Self-perceived burden in terminally ill cancer patients: A categorization of care strategies based on bereaved family members' perspectives

Terukazu Akazawa, Tatsuo Akechi, Tatsuya Morita, Mitsunori Miyashita, Kazuki Sato, Satoru Tsuneto, Yasuo Shima, Toshiaki A. Furukawa

Research output: Contribution to journalArticlepeer-review

22 Citations (Scopus)


Context: Terminally ill cancer patients often experience a self-perceived burden that affects their quality of life; however, no standard care strategy for coping with this form of suffering has ever been established. Objectives: The objectives of this present study were 1) to investigate the prevalence of self-perceived burden among terminally ill cancer patients based on a survey of family members, 2) to assess the level of family perceived usefulness of expert-recommended care strategies, and 3) to categorize the care strategies. Methods: The subjects were bereaved family members of patients who had died in certified palliative care units throughout Japan. The Good Death Inventory was used to evaluate patients' self-perceived burden based on the proxy ratings of family members. The perceived usefulness of care was assessed using a 27-item questionnaire developed by a focus group of palliative experts and a systematic review. Results: A total of 429 responses (64%) received from a member of each of 666 bereaved families was analyzed. In their responses, 25% of the bereaved family members reported that the patient had experienced a mild self-perceived burden, whereas 25% reported that the patient had experienced a moderate to severe self-perceived burden. The family members recommended the following as particularly effective care strategies: "Eliminate pain and other symptoms that restrict patient activity (53%);" "Quickly dispose of urine and stools so that they are out of sight (52%);" and "Support patients' efforts to care for themselves (45%)." A factor analysis showed that the expert-recommended care strategies could be categorized into seven different components. Conclusion: Many terminally ill cancer patients suffer from a self-perceived burden. Family members recommended a variety of care strategies to alleviate patient-perceived burden. Palliative care specialists should have adequate knowledge of promising care strategies for alleviating patient-perceived burden.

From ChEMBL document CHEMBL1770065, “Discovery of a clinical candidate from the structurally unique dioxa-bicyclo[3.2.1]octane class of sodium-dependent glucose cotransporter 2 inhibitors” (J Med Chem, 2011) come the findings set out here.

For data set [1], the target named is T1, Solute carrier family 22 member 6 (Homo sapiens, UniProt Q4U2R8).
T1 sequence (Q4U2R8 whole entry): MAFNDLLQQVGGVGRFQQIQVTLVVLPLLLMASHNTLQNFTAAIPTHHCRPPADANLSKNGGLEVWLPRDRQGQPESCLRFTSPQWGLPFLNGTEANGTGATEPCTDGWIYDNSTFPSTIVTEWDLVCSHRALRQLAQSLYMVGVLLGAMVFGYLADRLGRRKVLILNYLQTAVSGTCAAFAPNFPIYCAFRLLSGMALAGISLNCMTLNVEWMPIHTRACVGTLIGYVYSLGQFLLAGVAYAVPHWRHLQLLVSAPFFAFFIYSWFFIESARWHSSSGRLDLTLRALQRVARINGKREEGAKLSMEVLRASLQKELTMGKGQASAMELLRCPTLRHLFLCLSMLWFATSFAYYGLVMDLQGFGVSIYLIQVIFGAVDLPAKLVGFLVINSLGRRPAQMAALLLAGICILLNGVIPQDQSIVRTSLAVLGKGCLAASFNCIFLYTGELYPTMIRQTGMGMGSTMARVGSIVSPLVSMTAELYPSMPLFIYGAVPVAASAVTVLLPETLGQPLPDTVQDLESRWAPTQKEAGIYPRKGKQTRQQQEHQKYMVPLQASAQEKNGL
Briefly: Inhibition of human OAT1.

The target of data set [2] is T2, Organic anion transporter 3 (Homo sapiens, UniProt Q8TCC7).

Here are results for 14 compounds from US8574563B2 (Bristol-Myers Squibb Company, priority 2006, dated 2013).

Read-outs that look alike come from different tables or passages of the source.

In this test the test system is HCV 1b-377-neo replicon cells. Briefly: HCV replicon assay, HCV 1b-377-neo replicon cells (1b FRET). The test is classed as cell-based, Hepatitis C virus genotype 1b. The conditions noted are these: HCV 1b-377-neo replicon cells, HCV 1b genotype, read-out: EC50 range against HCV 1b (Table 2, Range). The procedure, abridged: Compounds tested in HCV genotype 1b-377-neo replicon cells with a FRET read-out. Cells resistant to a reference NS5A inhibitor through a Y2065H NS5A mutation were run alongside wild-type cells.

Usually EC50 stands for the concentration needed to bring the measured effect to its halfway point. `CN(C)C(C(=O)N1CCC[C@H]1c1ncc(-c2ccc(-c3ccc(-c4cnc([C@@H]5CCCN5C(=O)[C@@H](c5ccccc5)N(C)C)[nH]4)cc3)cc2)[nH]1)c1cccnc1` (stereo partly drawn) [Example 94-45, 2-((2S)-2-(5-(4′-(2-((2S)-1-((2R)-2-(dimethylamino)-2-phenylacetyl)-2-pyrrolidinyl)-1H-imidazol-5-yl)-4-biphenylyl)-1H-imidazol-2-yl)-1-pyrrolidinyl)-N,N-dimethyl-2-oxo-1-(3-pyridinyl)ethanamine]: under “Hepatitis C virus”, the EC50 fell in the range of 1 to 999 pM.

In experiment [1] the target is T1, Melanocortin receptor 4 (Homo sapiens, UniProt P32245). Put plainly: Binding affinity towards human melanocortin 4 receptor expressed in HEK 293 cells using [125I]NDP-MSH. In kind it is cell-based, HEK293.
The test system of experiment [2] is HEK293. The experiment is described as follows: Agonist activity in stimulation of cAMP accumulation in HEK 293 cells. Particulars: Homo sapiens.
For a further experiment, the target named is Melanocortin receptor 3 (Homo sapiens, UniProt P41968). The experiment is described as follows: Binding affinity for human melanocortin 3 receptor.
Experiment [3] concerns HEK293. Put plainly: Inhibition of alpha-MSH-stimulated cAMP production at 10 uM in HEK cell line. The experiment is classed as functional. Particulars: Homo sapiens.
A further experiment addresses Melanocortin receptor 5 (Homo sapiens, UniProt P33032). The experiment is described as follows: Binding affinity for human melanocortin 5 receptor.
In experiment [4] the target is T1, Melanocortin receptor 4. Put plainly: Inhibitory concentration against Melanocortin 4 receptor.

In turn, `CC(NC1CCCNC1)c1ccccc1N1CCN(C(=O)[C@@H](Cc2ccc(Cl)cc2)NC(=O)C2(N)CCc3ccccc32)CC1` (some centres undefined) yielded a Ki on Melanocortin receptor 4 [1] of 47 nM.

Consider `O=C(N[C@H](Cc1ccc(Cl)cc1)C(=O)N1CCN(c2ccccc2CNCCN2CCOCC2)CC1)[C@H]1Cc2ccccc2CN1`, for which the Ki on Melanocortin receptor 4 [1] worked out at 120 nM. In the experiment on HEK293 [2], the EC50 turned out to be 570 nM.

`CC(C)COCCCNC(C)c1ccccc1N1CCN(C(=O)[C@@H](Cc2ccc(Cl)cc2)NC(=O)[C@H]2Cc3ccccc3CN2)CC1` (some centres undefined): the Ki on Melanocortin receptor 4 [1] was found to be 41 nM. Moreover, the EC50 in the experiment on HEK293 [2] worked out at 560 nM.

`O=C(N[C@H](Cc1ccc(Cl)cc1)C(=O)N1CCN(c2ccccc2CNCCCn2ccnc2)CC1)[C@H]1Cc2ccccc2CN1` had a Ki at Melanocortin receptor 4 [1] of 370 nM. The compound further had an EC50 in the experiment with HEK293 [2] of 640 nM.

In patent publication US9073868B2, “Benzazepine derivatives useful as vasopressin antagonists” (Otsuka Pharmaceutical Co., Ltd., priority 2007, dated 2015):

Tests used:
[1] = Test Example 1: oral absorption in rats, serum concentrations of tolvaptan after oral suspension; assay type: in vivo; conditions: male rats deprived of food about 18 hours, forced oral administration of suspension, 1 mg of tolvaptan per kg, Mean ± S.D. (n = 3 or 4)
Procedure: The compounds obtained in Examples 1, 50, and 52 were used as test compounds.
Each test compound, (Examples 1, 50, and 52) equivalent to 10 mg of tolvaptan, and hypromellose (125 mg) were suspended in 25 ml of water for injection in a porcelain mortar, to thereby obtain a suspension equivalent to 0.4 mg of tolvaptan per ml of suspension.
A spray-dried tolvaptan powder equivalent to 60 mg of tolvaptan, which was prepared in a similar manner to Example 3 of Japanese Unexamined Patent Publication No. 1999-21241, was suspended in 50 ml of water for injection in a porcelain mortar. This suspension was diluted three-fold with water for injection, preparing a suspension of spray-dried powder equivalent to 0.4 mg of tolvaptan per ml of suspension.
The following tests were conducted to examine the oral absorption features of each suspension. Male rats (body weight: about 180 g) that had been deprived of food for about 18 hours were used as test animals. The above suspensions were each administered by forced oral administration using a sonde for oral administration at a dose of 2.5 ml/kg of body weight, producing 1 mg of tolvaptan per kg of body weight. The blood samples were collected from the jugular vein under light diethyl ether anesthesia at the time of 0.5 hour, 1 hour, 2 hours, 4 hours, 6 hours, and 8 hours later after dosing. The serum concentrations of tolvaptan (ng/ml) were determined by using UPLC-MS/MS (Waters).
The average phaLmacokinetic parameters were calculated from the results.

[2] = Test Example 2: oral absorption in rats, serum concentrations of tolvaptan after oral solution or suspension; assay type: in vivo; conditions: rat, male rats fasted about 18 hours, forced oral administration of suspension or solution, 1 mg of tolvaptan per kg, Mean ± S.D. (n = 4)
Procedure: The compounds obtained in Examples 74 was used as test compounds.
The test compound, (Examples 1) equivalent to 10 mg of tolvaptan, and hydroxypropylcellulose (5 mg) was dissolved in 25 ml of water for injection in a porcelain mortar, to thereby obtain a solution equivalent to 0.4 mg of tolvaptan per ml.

Original languageEnglish
Pages (from-to)224-234
Number of pages11
JournalJournal of Pain and Symptom Management
Issue number2
Publication statusPublished - 2010 Aug


  • Self-perceived burden
  • palliative care
  • suffering
  • terminally ill

ASJC Scopus subject areas

  • Nursing(all)
  • Clinical Neurology
  • Anesthesiology and Pain Medicine

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